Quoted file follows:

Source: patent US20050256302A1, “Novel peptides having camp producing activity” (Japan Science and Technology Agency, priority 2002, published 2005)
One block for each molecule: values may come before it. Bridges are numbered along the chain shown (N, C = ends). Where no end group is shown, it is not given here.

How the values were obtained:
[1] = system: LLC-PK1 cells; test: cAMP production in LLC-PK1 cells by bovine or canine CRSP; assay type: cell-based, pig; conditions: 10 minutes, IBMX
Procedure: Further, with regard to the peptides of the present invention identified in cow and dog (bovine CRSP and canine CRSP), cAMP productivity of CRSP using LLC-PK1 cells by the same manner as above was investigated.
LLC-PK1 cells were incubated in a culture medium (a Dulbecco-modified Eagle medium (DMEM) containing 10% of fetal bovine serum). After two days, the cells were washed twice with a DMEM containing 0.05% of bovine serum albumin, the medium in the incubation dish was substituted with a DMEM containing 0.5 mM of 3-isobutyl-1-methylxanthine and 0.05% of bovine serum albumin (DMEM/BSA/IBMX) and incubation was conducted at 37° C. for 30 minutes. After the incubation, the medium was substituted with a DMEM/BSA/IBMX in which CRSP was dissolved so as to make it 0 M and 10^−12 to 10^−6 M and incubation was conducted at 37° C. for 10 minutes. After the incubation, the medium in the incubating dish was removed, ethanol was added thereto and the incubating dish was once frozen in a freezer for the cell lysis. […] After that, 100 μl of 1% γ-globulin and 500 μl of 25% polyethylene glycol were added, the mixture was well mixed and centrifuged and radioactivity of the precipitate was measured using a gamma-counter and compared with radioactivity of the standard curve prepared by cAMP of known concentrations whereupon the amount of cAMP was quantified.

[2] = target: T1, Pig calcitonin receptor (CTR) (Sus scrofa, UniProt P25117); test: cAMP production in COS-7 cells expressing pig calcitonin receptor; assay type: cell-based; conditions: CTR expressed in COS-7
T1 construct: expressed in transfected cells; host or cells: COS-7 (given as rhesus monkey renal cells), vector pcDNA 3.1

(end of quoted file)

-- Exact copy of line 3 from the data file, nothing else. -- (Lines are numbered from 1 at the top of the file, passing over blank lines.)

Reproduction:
How the values were obtained: